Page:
“They’re well aware of what we’re willing to do, but you can lead a horse to water but you can’t make him drink,” Boehner said, adding: “The problem we’ve had all year is getting ‘yes.’ “
He called for decisive action now, saying “it’s time to rip the band-aid off and do what needs to be done.”

Jim Sinclair’s Commentary

Another reason why gold will go into the $2000s.

U.S. national debt tops record $15 trln
The U.S. national debt has set a new landmark by passing the $15 trillion mark, the U.S. Treasury Department said late on Wednesday.
Treasury figures showed that the U.S. public debt reached $15.03 trillion as of November 15, 2011 compared with $14.9 trillion registered as of September this year.
The U.S. public debt has grown steadily since August 2 when Congress broke a three-month debt talks stalemate and agreed to raise the country’s official debt ceiling from $14.3 trillion to $15.194 trillion.
The critical $15 trillion mark was hit as a joint panel of Republican and Democratic congressmen charged with the task of agreeing on at least $1.2 trillion deficit reduction appeared deadlocked before their deadline next Wednesday.

Jim Sinclair’s Commentary

The price of gold will rise into the $2000s as well.

China 2011 Gold Demand Likely Rise 29% To 750 Tons
Thu Nov 17 04:10:37 2011 EST
BEIJING, Nov 17, 2011 (Dow Jones Commodities News via Comtex) —
China’s gold demand will likely rise to 800 metric tons next year, World Gold Council Far East managing director Albert Chang said Thursday.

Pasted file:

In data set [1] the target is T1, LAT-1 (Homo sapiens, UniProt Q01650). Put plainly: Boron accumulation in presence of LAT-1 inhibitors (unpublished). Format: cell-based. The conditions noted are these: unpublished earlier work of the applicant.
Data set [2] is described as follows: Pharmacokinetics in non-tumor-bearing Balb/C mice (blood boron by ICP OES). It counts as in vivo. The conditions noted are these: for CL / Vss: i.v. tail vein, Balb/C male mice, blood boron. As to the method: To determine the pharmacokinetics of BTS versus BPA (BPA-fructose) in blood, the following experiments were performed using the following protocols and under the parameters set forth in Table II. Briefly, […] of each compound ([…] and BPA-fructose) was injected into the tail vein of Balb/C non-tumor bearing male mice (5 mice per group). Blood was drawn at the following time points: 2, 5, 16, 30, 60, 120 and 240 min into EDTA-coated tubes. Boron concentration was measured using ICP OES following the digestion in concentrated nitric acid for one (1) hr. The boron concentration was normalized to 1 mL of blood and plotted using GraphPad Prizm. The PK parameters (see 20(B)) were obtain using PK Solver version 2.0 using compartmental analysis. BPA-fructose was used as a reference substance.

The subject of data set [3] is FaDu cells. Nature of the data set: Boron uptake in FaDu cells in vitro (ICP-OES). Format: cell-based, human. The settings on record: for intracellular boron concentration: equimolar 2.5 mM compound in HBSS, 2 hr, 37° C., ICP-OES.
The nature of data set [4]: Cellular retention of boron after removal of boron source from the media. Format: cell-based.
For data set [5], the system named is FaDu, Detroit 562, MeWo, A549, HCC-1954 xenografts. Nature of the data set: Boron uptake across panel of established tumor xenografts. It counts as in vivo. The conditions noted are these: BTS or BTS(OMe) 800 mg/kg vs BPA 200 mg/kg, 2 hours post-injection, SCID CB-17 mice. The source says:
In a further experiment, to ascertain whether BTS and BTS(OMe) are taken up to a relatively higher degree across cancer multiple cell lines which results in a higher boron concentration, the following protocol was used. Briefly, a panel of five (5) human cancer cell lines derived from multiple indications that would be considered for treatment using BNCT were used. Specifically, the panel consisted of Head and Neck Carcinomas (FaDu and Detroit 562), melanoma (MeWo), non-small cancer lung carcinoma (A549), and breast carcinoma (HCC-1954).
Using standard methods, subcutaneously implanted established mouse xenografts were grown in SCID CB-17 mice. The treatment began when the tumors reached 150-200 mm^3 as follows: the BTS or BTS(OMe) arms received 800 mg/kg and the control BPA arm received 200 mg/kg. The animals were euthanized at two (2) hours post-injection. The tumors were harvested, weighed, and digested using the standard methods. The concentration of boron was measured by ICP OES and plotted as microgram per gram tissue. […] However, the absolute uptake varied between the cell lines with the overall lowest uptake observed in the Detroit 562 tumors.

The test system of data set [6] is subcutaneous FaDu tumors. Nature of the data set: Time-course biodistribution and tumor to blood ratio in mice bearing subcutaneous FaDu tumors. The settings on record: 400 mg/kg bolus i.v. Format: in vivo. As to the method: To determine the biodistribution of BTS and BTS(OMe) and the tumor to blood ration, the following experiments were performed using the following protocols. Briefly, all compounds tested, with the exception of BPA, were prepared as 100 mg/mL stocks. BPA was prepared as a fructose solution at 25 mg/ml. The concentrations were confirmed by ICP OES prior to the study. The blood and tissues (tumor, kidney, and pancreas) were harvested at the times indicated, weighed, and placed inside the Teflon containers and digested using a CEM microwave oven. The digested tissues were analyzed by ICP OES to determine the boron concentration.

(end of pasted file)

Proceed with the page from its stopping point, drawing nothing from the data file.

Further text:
China is the largest gold consumer in the world after India, with demand at 579.5 tons last year, according to WGC data.
(END) Dow Jones Newswires
11-17-11 0217ET
Copyright (c) 2011 Dow Jones & Company, Inc.

Jim Sinclair’s Commentary
Gold is getting ready for the $2000s.
Alf Fields is absolutely correct concerning the next phase in the gold market. Mobius is totally correct that nothing whatsoever is fixed.

The next financial crisis will be hellish, and it’s on its way
By Addison Wiggin | Forbes – 22 hrs ago
“There is definitely going to be another financial crisis around the corner,” says hedge fund legend Mark Mobius, “because we haven’t solved any of the things that caused the previous crisis.”
We’re raising our alert status for the next financial crisis. We already raised it last week after spreads on U.S. credit default swaps started blowing out.  We raised it again after seeing the remarks of Mr. Mobius, chief of the $50 billion emerging markets desk at Templeton Asset Management.
Speaking in Tokyo, he pointed to derivatives, the financial hairball of futures, options, and swaps in which nearly all the world’s major banks are tangled up.
Estimates on the amount of derivatives out there worldwide vary. An oft-heard estimate is $600 trillion. That squares with Mobius’ guess of 10 times the world’s annual GDP. “Are the derivatives regulated?” asks Mobius. “No. Are you still getting growth in derivatives? Yes.”
In other words, something along the lines of securitized mortgages is lurking out there, ready to trigger another crisis as in 2007-08.
What could it be? We’ll offer up a good guess, one the market is discounting.

For those who don't expect something for nothing.

Thank You

I'm PayPal Verified

No comments:

Post a Comment